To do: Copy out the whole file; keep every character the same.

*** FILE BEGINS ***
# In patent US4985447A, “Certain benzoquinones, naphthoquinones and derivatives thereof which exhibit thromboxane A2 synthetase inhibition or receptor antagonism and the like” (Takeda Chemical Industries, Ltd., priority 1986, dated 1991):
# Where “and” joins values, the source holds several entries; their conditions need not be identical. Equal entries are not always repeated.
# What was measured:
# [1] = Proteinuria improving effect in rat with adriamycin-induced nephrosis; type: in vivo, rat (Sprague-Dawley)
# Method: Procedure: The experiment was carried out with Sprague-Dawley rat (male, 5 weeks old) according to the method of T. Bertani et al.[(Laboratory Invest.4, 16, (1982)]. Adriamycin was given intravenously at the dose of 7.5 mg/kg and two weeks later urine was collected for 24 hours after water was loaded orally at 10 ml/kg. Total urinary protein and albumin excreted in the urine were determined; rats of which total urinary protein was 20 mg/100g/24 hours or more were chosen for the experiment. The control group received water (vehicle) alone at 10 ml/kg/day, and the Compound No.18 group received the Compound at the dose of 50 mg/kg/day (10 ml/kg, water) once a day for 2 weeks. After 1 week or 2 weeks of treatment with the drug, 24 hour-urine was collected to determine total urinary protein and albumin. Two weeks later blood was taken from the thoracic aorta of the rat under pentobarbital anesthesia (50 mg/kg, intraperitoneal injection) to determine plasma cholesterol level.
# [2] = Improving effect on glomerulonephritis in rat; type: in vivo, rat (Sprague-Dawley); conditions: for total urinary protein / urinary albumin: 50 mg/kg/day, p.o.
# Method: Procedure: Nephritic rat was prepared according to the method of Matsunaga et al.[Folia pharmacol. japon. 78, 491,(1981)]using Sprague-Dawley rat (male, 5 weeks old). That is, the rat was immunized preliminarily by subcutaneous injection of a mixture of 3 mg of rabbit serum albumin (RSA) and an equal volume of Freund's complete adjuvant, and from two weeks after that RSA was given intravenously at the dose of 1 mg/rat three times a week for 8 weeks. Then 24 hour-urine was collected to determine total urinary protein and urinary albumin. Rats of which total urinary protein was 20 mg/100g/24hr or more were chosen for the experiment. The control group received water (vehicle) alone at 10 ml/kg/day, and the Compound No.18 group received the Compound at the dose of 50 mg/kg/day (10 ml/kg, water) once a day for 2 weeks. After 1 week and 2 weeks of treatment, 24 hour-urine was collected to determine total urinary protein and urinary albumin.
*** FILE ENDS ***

# In patent US4985447A, “Certain benzoquinones, naphthoquinones and derivatives thereof which exhibit thromboxane A2 synthetase inhibition or receptor antagonism and the like” (Takeda Chemical Industries, Ltd., priority 1986, dated 1991):
# Where “and” joins values, the source holds several entries; their conditions need not be identical. Equal entries are not always repeated.
# What was measured:
# [1] = Proteinuria improving effect in rat with adriamycin-induced nephrosis; type: in vivo, rat (Sprague-Dawley)
# Method: Procedure: The experiment was carried out with Sprague-Dawley rat (male, 5 weeks old) according to the method of T. Bertani et al.[(Laboratory Invest.4, 16, (1982)]. Adriamycin was given intravenously at the dose of 7.5 mg/kg and two weeks later urine was collected for 24 hours after water was loaded orally at 10 ml/kg. Total urinary protein and albumin excreted in the urine were determined; rats of which total urinary protein was 20 mg/100g/24 hours or more were chosen for the experiment. The control group received water (vehicle) alone at 10 ml/kg/day, and the Compound No.18 group received the Compound at the dose of 50 mg/kg/day (10 ml/kg, water) once a day for 2 weeks. After 1 week or 2 weeks of treatment with the drug, 24 hour-urine was collected to determine total urinary protein and albumin. Two weeks later blood was taken from the thoracic aorta of the rat under pentobarbital anesthesia (50 mg/kg, intraperitoneal injection) to determine plasma cholesterol level.
# [2] = Improving effect on glomerulonephritis in rat; type: in vivo, rat (Sprague-Dawley); conditions: for total urinary protein / urinary albumin: 50 mg/kg/day, p.o.
# Method: Procedure: Nephritic rat was prepared according to the method of Matsunaga et al.[Folia pharmacol. japon. 78, 491,(1981)]using Sprague-Dawley rat (male, 5 weeks old). That is, the rat was immunized preliminarily by subcutaneous injection of a mixture of 3 mg of rabbit serum albumin (RSA) and an equal volume of Freund's complete adjuvant, and from two weeks after that RSA was given intravenously at the dose of 1 mg/rat three times a week for 8 weeks. Then 24 hour-urine was collected to determine total urinary protein and urinary albumin. Rats of which total urinary protein was 20 mg/100g/24hr or more were chosen for the experiment. The control group received water (vehicle) alone at 10 ml/kg/day, and the Compound No.18 group received the Compound at the dose of 50 mg/kg/day (10 ml/kg, water) once a day for 2 weeks. After 1 week and 2 weeks of treatment, 24 hour-urine was collected to determine total urinary protein and urinary albumin.